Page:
And you have the world’s best Big Brother. Zack is going to be about 22 months older than you. I hope you two will be best friends forever. I hope you will help each other and love each other; call each other when you’re older and living apart and watching the stars together in the backyard when you’re kids. Zack may have a tough road ahead of him and I hope that you are patient and understanding and supportive. These things already have and always will get our family through the toughest times. There may come a time when you’ll have to show Zack how to do things, even though you’re younger than him — I hope you don’t mind, and I hope that you’re a great teacher! And there is a chance that you and Zack may have a lot in common, and if that’s the case, your Momma and Daddy will be ready. Your brother already has a very sweet, snuggly personality and has the biggest smile I’ve ever seen.

I wonder what you’ll be like.
But I don’t plan any big plans for you. It’s not fair. To anyone.

I have dreams. And sometimes, I have nightmares where I worry about you and your brother. I cry a lot for you and I haven’t even met you. But I cry out of love. And lately, I’ve been laughing a lot more than I’ve been crying.

You have a lot of people waiting to meet you… friends and cousins and aunts and uncles and grandparents all over the country just thinking happy thoughts for you and eagerly anticipating your arrival this spring. There are a few people who you’ll never meet; people I will tell you about all the time; people who loved you before they ever knew you; people who will always be a part of your life.

But for now, my love, relax and enjoy the ride. Sometimes I walk too far and drive too fast, but I’ll try to keep things comfy for you.

I can’t wait until I meet you.

Oh, these cuddles

Z-Man came down with a bit of a stomach bug; his first real one, too.

When I came home from work last night, Scott looked exhausted and said he and Zack had both lost their cookies a bit. Sorry, honey, I feel bad for you, really I do, but the poor Little Man!

Needless to say, I ventured into a screaming boy’s room many, many hours ago, to find a truly disgusting sight, one blonde-haired boy sitting in the middle of it all looking oh-so-happy to see Momma in this crazy war zone.

I scooped him up, cleaned him from head to toe all the while humming to him. Once he was all tidied up, I set him down, cleaned the space formerly known as his room, (I’m pretty sure we have to burn it in order to get the smell out of the house), and finally, oh finally, I could do what Mommies were made to do in situations like this.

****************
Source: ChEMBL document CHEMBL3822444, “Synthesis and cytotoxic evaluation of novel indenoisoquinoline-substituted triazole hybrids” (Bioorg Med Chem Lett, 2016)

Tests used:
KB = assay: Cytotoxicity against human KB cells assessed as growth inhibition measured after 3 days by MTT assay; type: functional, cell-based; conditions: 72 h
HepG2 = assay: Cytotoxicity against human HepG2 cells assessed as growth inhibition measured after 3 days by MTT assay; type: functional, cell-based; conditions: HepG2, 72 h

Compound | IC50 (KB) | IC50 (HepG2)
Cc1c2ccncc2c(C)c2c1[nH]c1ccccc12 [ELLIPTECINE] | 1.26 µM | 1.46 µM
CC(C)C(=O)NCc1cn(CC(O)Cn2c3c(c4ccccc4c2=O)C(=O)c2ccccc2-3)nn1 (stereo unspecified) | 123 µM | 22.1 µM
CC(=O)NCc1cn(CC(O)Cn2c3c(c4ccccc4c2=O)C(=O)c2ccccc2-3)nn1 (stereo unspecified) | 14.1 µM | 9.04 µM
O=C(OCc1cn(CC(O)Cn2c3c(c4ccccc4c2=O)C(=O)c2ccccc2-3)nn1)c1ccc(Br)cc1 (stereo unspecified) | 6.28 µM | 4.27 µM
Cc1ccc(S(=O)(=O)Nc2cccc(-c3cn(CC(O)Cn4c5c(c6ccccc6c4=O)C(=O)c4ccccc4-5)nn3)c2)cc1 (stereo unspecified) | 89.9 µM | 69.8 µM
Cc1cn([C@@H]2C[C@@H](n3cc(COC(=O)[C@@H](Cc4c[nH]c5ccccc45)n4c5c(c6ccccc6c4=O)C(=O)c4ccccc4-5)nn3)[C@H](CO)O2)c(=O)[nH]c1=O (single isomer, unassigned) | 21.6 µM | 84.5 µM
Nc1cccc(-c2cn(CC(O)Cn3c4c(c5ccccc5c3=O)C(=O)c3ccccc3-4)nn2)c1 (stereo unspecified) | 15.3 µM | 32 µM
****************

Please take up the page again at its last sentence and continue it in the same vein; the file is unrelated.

I  wrapped him in a soft, fleece candy cane blanket, held him in my arms in the recliner in the living room and just rocked him. At 4 a.m., it was a caress on my hand with his soft little fingers. Within minutes, the petting stopped, the breathing grew deeper and two little fingers stayed wrapped around one of my own for several long beautiful moments.

We stayed that way for hours, until Daddy and the puppies woke up to start their day. All the while, I just sat there thinking about this handsome child in my arms. The hair that is so blonde, so silky, so shiny. The little ears that hear me whisper “I love you,” imagining the day my own ears will hear those same sweet words from him. I thought of holding him like this all those many months ago when he was just an infant with a rough cold. I thought of how he would fall heavy in my arms during feedings those first few weeks and of our incredible journey in that time.

And as his chest rose up and down over my own, I thought of his little brother or sister inside of me, thought of the Big Brother Z-Man would be, the impact this younger sibling would have on his life and all of the colds and stomachaches and earaches and injuries and sad times to come. And how each of those offers a chance to grow stronger and to fall into the arms of someone they love… hopefully their Momma though.

It’s what I thought being a Mom was all about; it’s why we put our bodies through what we do; it’s why Scott and I aren’t suffocated by thoughts of Down Syndrome or diagnoses or special tests. It’s because we have cuddles and snuggles and cries and laughs.

We’ve been referred to a specialist doctor for my pregnancy and go there Jan. 3. I feel like we’re being shaken loose because of Zack’s diagnosis and Baby Z 2.0’s chances of a diagnosis. I feel betrayed. I wonder if Baby 2 will always be the younger sibling of a man with Down Syndrome; I wonder if my heart can handle judgement and pre-conceived notions.